The whole way to the village, you could hear the barely controlled panic in his voice; the jaguar had decided to follow him and it was very close.  You could hear leaves crunching under its paws as it trailed him; every so often the jaguar would growl and the sound was picked up, quite clearly, by the camera.  Les barely made it to the village in time - after he arrived he videotaped a small segment in which you could hear a very frustrated cat pacing back and forth outside the hut he was hiding in.  A very scary ending to the show - and the kids were FREAKED OUT.

I had to reassure them that there were no jaguars here - those big cats like rainforest, and there is no rainforest near Illinois.  I had just gotten them calmed down enough to sleep when Jacob remembered he had seen some big cats at the zoo nearby - and what if they escaped and hid in the woods near our house and GOBBLED THEM UP WHILE THEY WAITED FOR THE BUS????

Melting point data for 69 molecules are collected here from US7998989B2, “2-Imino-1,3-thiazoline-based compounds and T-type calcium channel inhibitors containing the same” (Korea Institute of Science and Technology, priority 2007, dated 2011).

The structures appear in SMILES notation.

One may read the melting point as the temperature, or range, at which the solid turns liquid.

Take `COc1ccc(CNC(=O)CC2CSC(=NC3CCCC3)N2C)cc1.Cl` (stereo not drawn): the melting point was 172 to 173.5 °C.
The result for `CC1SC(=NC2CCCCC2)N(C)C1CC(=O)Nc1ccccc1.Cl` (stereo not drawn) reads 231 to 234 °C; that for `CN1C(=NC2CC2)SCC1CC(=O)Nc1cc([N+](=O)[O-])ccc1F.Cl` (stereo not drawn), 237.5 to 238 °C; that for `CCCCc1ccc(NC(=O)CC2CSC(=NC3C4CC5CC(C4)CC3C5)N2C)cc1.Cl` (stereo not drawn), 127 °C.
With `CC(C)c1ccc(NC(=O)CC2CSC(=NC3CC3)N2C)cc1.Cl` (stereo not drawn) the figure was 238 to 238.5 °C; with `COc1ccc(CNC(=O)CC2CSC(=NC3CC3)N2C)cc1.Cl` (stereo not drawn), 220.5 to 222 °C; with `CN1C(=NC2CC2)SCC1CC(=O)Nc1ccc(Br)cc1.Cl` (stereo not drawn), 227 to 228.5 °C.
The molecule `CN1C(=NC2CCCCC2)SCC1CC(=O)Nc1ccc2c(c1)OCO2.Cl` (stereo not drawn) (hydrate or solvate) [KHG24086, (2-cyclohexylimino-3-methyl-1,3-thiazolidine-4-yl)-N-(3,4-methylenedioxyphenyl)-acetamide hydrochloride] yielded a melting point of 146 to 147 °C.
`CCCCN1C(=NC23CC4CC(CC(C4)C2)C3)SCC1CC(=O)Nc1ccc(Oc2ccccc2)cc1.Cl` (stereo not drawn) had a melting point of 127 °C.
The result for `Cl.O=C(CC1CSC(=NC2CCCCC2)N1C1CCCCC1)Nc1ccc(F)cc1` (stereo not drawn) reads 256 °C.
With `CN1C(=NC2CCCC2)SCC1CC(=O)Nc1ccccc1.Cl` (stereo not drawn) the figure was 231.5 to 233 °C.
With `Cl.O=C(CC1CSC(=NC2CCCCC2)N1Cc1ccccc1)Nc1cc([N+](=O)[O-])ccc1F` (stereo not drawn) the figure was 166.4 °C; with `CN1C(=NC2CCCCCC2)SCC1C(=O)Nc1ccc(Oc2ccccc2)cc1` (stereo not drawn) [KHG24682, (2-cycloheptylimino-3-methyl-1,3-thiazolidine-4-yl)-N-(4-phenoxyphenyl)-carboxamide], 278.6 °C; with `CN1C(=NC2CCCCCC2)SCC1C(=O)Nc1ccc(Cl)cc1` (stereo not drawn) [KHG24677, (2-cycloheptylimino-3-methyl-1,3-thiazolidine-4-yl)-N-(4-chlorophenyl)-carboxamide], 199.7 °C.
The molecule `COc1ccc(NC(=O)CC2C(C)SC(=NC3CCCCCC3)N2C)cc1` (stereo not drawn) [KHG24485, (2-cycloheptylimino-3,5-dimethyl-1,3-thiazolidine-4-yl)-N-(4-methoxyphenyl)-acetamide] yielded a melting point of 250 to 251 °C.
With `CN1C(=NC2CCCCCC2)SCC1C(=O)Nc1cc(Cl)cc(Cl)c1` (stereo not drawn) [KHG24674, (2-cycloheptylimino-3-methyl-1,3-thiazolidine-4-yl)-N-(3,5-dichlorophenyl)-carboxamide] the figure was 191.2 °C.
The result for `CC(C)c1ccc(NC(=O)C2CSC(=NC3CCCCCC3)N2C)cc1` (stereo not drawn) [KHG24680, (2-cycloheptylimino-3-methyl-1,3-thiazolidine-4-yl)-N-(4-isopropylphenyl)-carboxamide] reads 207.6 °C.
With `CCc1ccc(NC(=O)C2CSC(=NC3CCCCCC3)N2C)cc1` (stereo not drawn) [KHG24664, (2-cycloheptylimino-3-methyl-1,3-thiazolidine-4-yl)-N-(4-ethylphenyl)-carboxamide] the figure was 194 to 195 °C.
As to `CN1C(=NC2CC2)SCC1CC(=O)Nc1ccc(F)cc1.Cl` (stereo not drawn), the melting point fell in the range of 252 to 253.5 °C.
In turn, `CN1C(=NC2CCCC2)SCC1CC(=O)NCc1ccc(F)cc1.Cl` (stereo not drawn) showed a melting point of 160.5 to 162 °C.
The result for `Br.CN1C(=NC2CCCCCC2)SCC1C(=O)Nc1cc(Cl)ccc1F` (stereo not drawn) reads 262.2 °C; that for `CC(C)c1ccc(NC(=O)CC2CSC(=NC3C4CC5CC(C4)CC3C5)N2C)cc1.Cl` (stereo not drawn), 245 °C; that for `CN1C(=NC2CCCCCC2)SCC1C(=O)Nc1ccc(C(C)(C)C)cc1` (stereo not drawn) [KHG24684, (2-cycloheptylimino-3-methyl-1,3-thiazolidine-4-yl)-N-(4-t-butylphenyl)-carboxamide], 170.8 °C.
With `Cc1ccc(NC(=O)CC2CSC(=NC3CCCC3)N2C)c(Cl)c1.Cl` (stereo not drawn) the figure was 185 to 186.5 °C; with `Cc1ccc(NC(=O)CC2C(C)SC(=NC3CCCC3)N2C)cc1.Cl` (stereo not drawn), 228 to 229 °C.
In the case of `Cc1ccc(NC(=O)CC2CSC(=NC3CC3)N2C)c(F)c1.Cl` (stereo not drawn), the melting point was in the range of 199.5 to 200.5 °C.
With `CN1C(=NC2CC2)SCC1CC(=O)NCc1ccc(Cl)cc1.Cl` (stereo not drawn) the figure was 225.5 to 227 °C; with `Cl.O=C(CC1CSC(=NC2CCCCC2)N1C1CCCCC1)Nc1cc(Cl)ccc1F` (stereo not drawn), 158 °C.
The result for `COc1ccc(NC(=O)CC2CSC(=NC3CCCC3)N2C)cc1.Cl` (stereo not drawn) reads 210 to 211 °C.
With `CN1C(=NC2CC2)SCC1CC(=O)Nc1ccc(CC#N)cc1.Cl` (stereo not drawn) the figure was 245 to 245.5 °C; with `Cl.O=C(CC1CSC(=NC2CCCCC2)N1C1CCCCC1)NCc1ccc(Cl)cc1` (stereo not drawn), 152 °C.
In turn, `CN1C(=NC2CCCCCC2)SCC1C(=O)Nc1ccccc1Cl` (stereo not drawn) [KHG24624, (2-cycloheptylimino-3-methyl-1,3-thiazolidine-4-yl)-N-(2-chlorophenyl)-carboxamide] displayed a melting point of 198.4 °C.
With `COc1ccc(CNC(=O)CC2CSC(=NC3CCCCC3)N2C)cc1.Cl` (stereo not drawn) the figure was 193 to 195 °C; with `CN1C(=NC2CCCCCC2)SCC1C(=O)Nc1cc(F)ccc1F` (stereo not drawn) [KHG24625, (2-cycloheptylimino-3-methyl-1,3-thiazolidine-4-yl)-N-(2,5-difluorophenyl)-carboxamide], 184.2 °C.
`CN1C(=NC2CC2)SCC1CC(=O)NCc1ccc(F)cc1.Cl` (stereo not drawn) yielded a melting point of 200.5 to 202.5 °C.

And then, of course, I had a couple of panicked kids on my hands again.

And so, another lesson learned - if you are going to let the kids watch Survivorman before bed - make sure it's an episode you've already seen and know it will end well.  And if the kids want to watch one of the scarier versions of the show?  Make sure it is on a sunny afternoon so they don't go to bed scared.

19 March 2011


After getting the negative test results for Lewis (YAY for no feline leukemia!), I was able to facilitate the adoption.  His new family came to pick him up and brought a surprise - a huge bag full of different kinds of marshmallows for the kids to enjoy.  Turns out the husband does work for a marshmallow factory, so he's developed the habit of bringing marshmallows to kids.

This is the third animal I've adopted out, but it's the first time I've done the paperwork and completed the adoption by myself - so I was a bit nervous.  But everything went smoothly.